Opera: Cavalleria Rusticana & Pagliacci

Two classic operas traditionally presented together, Mascagni’s one act Cavalleria Rusticana (1890) and Leoncavallo’s Pagliacci (1892), are  given a fresh and enthralling rendition by Italian director Damiano Michieletto for Opera Australia. Presented as a double bill at the Melbourne Arts Centre in co-production with the Royal Opera House, Göteborg Opera Sweden and La Monnaie Brussels, following a near sold-out run at the Sydney Opera House, these two popular Operas take-on themes of love, jealousy, betrayal, morality, piety, and the duality of our private versus our public lives in a way that draws audiences in and leaves them wanting more.

The production opens with a full cast/town frozen around a murdered Turiddu (Diago Torre), setting the tone for drama and anguish in what looks like a scene out of a contemporary music video clip within the first few seconds of curtains-up.  More importantly this stylistic decision to place the production in a contemporary setting, and to begin with a snapshot of the final scene sets the tone for what will be an original and captivating retelling of the two classic tales.

Visually this performance is a marvel. Carla Teti’s take on period and place is perfect and the enticing costume design perfectly complements Paolo Fantin’s incredibly realistic and gritty set design, while Alessandro Carletti’s provides an intense and unapologetic lighting design. The stage rotates, alternating between inside and outside spaces in Cavalleria and a theatre and backstage in Pagliacci, symbolising the drama that occurs in private behind closed doors, while the sides of buildings and corridors symbolised moral grey areas. The highly cinematic set and costume design draw the audience into the story, and combined with innovative staging techniques breathes some (much needed) fresh air into the production.

However the triumph of the production comes in the way that Michieletto manages to so charmingly and effortlessly weave the two separate stories together.  Through props, character development and clever use of the two operas intermezzo’s Michieletto blends the two stories into one. This allows the audience to get to know the village and characters and become increasingly invested and enthralled in all the drama that goes down in this small Italian town, which feels uncannily similar to one that you would easily pass through when traveling in Southern Italy. It acts as a snapshot in time of a small town, highlighting just how much sex, lies, betrayal and drama can occur in less than a month (set between Easter and the Feast of Assumption) which leaves you feeling that surely there is more to come and that each and every other town member also has more skeletons in their closet.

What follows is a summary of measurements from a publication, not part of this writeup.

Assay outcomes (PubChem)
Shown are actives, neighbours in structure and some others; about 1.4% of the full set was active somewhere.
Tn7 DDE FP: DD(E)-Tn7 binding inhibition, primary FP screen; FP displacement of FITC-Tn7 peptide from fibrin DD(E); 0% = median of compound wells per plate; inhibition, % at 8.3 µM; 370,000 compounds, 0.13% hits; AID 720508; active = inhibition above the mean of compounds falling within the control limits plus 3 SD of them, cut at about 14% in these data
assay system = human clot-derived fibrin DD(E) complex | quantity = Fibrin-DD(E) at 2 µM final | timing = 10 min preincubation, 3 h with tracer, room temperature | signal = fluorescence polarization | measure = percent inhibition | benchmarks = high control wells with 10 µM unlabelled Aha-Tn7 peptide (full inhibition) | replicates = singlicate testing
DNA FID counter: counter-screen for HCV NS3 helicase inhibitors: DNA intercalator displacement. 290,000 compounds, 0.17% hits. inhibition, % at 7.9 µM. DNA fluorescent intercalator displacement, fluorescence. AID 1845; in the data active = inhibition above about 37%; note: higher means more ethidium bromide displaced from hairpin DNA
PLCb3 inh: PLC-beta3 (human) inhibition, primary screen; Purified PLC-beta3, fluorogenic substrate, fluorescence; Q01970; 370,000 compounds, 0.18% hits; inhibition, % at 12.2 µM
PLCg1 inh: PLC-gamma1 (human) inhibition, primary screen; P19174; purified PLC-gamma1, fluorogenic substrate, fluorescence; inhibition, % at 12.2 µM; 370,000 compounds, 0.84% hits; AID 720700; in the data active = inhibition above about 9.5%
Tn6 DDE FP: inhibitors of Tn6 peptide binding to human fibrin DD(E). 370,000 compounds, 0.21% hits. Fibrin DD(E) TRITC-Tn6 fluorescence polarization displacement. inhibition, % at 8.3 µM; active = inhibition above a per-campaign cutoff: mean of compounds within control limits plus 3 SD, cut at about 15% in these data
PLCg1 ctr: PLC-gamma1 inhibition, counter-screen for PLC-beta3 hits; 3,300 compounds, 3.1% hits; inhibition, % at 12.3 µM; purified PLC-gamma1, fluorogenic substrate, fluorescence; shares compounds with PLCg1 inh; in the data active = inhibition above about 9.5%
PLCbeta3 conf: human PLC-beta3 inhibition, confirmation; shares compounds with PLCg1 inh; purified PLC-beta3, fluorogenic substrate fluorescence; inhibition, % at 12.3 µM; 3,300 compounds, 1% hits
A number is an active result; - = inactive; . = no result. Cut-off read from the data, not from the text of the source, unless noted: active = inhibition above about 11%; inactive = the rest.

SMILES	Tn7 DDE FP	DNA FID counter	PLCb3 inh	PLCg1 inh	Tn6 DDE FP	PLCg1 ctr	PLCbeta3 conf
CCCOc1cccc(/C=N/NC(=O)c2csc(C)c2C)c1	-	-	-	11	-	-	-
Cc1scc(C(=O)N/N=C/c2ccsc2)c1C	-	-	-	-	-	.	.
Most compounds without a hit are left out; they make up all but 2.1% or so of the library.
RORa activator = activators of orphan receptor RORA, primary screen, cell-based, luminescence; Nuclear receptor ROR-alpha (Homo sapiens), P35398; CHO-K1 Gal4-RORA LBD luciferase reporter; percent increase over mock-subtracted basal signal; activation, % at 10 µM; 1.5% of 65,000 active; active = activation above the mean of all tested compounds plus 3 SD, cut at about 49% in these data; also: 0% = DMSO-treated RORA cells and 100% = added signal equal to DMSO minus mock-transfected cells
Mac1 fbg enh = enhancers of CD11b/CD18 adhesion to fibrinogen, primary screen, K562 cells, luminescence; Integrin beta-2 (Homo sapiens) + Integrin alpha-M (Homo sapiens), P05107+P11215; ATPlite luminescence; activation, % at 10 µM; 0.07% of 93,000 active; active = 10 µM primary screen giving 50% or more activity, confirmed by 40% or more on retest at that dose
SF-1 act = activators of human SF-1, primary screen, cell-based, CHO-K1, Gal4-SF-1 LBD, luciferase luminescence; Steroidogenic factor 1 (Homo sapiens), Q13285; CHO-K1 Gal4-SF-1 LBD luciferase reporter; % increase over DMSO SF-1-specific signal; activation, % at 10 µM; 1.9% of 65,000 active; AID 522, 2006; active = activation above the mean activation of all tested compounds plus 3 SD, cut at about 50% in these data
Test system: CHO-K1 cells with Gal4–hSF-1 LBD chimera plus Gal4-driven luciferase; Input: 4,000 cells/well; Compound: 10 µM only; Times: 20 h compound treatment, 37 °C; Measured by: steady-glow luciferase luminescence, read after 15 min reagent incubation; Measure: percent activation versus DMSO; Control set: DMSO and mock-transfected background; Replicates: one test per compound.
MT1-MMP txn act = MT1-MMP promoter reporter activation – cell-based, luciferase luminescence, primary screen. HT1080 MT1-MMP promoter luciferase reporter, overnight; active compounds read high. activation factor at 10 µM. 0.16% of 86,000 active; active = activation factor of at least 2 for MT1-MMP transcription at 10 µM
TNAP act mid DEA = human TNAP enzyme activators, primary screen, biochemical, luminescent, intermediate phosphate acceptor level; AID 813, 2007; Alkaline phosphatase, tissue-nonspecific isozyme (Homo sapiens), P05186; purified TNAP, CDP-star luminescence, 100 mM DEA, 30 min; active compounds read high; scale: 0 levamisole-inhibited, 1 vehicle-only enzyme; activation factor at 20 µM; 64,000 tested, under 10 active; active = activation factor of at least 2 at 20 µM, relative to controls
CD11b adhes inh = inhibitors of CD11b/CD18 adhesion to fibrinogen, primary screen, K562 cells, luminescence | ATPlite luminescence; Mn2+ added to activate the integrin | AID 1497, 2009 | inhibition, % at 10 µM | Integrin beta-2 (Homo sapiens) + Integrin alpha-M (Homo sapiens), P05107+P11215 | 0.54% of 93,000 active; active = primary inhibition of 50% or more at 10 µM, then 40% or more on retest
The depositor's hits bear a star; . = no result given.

Bringing the drama to life was a highly talented cast, with Anna Priceva pulling off a sultry and rebellious soprano as Nedda, a heartbreaking and gripping portrayal of Santuzza by Dragana Radakovic, a powerful performance by Dominica Mathews as  Mamma Lucia and Sian Pendry bringing a seductive and meddling quality to Lola.  John Longmuir was a perfect Beppe, Samual Dundas a charming and lovable Silvio, José Carbó’s a gripping and often unsettling Tonio and confident Alfio, and a superb Diego Torre as Turiddu and Canio pulling off Vesti La Giubba with true mastery. The vocal performance from the cast was made even more powerful by their excellent acting, as they managed to embody the full range of their characters turmoil and passion.

Orchestra Victoria do an excellent job under conductor Andrea Licata, adding even more tension while capturing the beauty, and often pain, of the more intimate scenes. Overall a wonderful performance and an excellent programming choice from Opera Australia.

Score: 9/10

 

 

 

 

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